I'm trying to calculate how much bandwidth is utilised for a particular protocol, at the different layers.

Wireshark Protocol Hierarchy gives something like this:

Protocol     %Bytes     Bytes
Frame        100%       158223
 Ethernet    100%       158223
  IPv4       100%       158223
   TCP       100%       158223
    HTTP     32.3%      50786
    SSL      8.03       12708

Now what that mean? Its obvious that all traffic was TCP, and of that, some was HTTP and some SSL.

But what confuses me is that the Byte count for Layers 1, 2, 3 and 4 are all the same. So is 158223 the size of the TCP traffic, or the frame?

I would expect each higher layer to be less, to the value of the header overhead. So something like this:

Protocol     %Bytes     Bytes
 Frame        100%       158223
  Ethernet    100%       157000 (158223 - x per packet, where x is Frame overhead)
   IPv4       100%       154000 (157000 - 18 bytes per packet Ethernet overhead)
    TCP       100%       152000 (154000 - 20 bytes per packet IPv4 overhead)
     HTTP     32.3%      50786
     SSL      8.03       12708

1 Answer 1


Generally speaking, everything you capture at L2 is a frame, no matter if it is Ethernet, FDDI, ATM, etc. In your example of the 158223 bytes captured, 100% were Ethernet frames.

100% bytes of those frames contained L3 information. In your example, 100% of them are IPv4 packets. They could also include IPv6 or some other L3 protocol (or contain no L3 information at all).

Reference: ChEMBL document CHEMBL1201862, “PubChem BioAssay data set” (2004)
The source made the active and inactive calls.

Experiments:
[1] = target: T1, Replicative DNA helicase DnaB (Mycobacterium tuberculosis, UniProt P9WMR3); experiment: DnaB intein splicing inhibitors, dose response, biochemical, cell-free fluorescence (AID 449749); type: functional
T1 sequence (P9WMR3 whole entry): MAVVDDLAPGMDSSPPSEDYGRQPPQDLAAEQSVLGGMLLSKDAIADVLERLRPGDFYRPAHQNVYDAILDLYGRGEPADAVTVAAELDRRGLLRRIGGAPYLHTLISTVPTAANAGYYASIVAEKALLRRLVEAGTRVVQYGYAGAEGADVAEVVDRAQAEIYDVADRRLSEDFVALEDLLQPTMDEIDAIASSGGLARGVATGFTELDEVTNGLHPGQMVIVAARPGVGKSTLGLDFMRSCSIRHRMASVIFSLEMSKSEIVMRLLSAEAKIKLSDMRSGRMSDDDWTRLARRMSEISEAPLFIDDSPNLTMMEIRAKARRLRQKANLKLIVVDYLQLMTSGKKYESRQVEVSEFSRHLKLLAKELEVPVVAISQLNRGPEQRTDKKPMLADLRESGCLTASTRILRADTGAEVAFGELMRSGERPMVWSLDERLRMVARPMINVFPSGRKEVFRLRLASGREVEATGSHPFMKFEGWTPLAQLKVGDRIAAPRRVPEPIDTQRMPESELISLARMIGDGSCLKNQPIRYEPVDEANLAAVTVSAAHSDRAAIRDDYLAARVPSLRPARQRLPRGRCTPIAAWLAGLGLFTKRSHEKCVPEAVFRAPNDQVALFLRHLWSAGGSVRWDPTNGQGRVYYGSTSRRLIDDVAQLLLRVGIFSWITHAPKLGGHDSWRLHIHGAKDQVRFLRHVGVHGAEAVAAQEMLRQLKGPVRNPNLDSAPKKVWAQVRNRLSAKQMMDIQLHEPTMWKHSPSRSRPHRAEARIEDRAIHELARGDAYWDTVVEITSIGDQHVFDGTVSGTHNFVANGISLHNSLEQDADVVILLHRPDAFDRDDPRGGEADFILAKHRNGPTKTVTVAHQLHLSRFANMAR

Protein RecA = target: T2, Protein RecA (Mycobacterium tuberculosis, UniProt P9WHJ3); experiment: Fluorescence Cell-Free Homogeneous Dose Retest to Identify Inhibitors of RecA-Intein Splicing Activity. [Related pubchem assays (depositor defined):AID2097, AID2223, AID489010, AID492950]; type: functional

100% bytes of those packets contain L4 information. In your examples, 100% of them are TCP segments. They could also include UDP for example.

Of those segments, 32.4% bytes are HTTP and bytes 8.03% are SSL.

So, to answer your question, 158223 is the size of both the TCP traffic and the frame traffic (as well as the Ethernet and the IPv4 traffic).

  • Ok, but why is each layer not different to each other by the difference of the previous layers header overhead?
    – Yusuf
    Commented Aug 13, 2013 at 6:43
  • Wireshark does not change the captured frames (i.e. removing any headers or encapsulation). The frames are just grouped in this report to allow you to see what kinds of data are captured and what percentage of the traffic falls in each category.
    – YLearn
    Commented Aug 13, 2013 at 7:21

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